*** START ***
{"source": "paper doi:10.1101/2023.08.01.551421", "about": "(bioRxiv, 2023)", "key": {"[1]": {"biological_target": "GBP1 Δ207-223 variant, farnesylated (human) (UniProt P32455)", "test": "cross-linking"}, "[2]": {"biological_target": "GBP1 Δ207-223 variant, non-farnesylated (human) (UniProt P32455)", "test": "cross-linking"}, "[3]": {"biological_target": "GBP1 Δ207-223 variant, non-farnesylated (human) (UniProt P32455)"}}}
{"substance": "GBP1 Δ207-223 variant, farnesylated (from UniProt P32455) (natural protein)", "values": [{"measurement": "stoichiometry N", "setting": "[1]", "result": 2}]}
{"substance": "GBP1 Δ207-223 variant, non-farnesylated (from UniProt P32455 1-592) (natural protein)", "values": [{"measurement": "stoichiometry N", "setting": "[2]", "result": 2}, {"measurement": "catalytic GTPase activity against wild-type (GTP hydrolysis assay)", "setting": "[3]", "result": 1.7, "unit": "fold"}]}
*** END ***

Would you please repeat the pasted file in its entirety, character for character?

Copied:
{"source": "paper doi:10.1101/2023.08.01.551421", "about": "(bioRxiv, 2023)", "key": {"[1]": {"biological_target": "GBP1 Δ207-223 variant, farnesylated (human) (UniProt P32455)", "test": "cross-linking"}, "[2]": {"biological_target": "GBP1 Δ207-223 variant, non-farnesylated (human) (UniProt P32455)", "test": "cross-linking"}, "[3]": {"biological_target": "GBP1 Δ207-223 variant, non-farnesylated (human) (UniProt P32455)"}}}
{"substance": "GBP1 Δ207-223 variant, farnesylated (from UniProt P32455) (natural protein)", "values": [{"measurement": "stoichiometry N", "setting": "[1]", "result": 2}]}
{"substance": "GBP1 Δ207-223 variant, non-farnesylated (from UniProt P32455 1-592) (natural protein)", "values": [{"measurement": "stoichiometry N", "setting": "[2]", "result": 2}, {"measurement": "catalytic GTPase activity against wild-type (GTP hydrolysis assay)", "setting": "[3]", "result": 1.7, "unit": "fold"}]}